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"All of a sudden, we had to go get chemo together."
Arnaldo Silva (AS) and Vanessa Silva-Welch (VSW)
AS: I’m sitting in an office with about 80 women, everybody’s staring at me. And this lady leaned over she says, ‘Are you waiting for somebody?’ and I said ‘No, I’m here for me.’ And I remember the doctor, he looked at me, he says ‘You have male breast cancer. And we gotta move right away.’ And then I was told that you had to get tested.
VSW: I took the genetic testing and went to do the mammogram. The technician put the film up to the light and I could remember my stomach cringing.
AS: All of a sudden, we had to go get chemo together
VSW: It was tough.
AS: It was. And everybody kept telling me ‘You have breast cancer? Isn’t that a woman’s disease?’ You know, but you were the first to say, ‘Dad, we’re gonna do this.’
VSW: I used to call you ’cause the only one who would really know what I’m going through right now is Dad. And there was never sugarcoating anything.
AS: There were times where I said, ‘I know why you’re calling me, listen, your fingernails are gonna start turning black, don’t worry!—’
AS: ‘—It’s the chemo.’ I felt like I was giving you a heads up.
VSW: But I think, being diagnosed again this year kind of did a number on me mentally. I did everything I was supposed to do, I did the chemo…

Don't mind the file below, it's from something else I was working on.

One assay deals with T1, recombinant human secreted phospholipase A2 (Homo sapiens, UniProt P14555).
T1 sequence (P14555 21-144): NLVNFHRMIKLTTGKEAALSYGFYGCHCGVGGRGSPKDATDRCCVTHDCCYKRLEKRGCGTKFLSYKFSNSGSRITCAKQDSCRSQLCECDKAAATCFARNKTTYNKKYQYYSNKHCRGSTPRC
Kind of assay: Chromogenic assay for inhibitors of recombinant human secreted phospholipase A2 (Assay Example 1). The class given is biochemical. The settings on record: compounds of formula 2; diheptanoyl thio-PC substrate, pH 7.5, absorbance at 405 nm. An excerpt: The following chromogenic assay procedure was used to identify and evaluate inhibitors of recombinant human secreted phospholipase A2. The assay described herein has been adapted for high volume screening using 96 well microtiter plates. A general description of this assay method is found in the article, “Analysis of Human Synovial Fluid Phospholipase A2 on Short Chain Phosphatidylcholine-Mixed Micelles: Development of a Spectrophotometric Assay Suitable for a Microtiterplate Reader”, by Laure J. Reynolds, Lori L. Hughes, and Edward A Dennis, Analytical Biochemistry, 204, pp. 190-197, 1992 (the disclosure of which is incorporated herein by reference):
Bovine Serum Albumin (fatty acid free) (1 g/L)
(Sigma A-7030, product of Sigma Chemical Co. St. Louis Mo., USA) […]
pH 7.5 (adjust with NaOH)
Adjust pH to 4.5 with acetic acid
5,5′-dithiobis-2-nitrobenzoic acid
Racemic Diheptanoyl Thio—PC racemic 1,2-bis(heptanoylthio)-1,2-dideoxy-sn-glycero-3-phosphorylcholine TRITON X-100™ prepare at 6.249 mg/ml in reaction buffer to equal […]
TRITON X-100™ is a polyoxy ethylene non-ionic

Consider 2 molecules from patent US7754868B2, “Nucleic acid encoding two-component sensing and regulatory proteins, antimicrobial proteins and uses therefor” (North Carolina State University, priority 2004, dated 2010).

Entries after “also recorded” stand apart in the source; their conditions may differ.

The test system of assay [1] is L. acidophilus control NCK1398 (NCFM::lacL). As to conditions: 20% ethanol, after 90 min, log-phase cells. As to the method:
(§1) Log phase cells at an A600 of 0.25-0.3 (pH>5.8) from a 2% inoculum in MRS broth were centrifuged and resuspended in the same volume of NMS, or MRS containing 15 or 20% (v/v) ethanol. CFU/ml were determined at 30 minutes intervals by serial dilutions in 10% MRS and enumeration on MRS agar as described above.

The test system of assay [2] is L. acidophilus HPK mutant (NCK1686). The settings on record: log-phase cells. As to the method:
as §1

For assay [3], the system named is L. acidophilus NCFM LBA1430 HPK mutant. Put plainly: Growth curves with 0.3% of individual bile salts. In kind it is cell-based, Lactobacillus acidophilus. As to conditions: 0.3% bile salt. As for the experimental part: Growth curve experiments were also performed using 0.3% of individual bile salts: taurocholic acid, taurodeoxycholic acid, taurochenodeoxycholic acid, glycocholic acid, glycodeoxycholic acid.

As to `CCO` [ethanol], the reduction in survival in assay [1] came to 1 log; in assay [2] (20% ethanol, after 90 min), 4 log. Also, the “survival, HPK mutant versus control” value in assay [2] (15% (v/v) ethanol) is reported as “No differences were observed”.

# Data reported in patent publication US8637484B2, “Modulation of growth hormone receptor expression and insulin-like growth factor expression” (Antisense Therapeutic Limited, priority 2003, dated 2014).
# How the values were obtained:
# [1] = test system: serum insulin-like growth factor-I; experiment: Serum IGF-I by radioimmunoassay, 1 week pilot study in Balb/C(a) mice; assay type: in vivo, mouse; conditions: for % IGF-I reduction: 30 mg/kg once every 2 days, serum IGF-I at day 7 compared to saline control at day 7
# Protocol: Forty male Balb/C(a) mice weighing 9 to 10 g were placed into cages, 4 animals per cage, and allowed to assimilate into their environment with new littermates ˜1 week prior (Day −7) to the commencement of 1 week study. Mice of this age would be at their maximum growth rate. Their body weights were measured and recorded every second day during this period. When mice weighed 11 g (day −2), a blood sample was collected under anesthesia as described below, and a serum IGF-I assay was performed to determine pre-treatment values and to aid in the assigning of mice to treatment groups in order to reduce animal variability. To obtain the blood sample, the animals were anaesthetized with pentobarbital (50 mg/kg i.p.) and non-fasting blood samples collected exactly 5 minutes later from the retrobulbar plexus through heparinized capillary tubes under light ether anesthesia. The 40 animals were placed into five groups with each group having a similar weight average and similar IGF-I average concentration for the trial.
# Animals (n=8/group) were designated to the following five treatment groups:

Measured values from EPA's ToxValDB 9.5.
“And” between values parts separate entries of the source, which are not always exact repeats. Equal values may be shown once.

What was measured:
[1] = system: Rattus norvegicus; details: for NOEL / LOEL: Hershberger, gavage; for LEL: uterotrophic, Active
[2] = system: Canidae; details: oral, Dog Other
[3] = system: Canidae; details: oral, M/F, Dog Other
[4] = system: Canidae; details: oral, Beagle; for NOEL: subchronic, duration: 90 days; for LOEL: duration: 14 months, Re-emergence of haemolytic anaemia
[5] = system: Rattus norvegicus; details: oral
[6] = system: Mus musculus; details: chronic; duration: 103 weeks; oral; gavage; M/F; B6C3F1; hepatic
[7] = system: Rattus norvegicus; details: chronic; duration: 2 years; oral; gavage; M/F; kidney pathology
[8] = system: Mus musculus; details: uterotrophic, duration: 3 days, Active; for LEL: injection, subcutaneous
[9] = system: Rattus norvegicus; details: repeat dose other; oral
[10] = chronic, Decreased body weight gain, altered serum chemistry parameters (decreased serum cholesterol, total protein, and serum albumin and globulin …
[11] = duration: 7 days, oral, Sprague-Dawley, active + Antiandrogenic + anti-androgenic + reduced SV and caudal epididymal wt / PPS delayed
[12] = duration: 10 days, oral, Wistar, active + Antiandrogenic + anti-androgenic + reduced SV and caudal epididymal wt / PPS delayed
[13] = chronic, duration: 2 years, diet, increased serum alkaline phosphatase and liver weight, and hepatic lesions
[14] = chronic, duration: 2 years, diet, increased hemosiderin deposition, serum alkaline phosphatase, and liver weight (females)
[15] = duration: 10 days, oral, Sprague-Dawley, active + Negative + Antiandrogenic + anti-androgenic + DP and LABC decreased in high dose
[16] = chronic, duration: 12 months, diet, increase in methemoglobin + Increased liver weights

AS: Knowing that you’re fighting it now, again? It’s hard. Is this the way my kids are going to remember me? That I gave them this disease? I don’t know, there’s days I just want to leave the earth.
VSW: If it wasn’t for you and finding your lump, I would not be here. You saved my life. I’m here today because of you. So that’s what I want you to walk away with. I’m blessed to have a dad like you.
StoryCorps 477: Looking Out
Hear three stories from and about people who did what they knew was right as they went beyond what was expected while looking out for others. More
Carlos Walton and Jim Saint Germain
Jim Saint Germain and his former middle school dean discuss pivotal moments in their relationship and lessons Jim learned from his mentor.
StoryCorps is America’s oral history project. Since 2003, StoryCorps has collected more than 60,000 interviews with over 100,000 participants from all backgrounds -- the largest single collection of human voices ever gathered.
Recordings are archived at the American Folklife Center at the Library of Congress so that future generations can hear the stories – and the voices – of today.
We share stories online and through our popular weekly NPR broadcasts, podcast, animated shorts, and best-selling books. StoryCorps is an independent 501(c)(3) nonprofit organization.